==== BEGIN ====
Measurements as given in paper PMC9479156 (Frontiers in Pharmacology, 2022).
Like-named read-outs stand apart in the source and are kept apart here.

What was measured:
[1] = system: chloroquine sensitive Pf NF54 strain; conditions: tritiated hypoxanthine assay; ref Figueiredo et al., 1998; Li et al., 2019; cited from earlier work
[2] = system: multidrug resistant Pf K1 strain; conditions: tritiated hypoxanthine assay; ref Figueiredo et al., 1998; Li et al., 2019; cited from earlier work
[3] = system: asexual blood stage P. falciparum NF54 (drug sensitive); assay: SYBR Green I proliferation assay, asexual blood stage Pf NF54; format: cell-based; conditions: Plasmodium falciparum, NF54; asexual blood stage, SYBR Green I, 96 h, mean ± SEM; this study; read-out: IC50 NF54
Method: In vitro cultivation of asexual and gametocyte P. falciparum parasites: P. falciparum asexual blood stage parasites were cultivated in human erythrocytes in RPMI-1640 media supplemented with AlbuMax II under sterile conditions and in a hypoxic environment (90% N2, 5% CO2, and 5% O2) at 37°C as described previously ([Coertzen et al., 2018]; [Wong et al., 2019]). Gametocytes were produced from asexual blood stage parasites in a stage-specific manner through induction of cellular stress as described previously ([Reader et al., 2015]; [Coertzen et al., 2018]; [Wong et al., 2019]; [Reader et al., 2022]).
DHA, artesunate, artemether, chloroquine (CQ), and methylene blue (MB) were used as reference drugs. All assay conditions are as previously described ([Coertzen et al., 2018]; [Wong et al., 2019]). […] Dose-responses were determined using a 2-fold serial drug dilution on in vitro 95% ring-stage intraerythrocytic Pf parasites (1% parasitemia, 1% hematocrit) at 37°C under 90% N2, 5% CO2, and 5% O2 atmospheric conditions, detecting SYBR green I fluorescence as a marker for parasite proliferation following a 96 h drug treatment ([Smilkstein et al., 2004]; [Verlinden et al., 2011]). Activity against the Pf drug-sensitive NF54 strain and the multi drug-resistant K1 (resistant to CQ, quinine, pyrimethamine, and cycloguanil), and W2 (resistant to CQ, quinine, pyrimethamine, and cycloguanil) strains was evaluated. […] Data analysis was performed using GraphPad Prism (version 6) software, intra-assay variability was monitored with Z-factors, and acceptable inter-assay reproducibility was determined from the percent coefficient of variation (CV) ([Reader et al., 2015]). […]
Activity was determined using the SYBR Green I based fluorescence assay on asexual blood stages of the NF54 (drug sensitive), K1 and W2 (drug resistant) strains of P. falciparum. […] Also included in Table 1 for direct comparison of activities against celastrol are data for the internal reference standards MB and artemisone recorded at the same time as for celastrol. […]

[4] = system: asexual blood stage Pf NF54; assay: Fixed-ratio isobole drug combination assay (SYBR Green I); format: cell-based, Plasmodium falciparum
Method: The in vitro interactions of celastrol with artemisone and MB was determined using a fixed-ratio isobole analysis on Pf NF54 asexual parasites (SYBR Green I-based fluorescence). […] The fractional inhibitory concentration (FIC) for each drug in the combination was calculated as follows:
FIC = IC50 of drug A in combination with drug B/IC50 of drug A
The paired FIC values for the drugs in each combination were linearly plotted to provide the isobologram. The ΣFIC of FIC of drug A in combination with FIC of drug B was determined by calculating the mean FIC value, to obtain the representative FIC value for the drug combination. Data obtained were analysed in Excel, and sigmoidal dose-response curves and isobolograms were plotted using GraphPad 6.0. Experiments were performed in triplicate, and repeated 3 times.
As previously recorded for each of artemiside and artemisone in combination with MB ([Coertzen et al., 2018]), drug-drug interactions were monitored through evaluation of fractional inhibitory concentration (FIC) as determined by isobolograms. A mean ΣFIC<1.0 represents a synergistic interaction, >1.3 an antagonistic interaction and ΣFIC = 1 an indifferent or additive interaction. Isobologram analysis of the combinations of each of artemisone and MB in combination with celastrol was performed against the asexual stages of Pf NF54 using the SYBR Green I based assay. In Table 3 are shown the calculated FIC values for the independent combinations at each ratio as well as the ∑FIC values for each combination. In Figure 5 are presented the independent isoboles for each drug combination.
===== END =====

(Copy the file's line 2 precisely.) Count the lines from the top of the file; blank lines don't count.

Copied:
Like-named read-outs stand apart in the source and are kept apart here.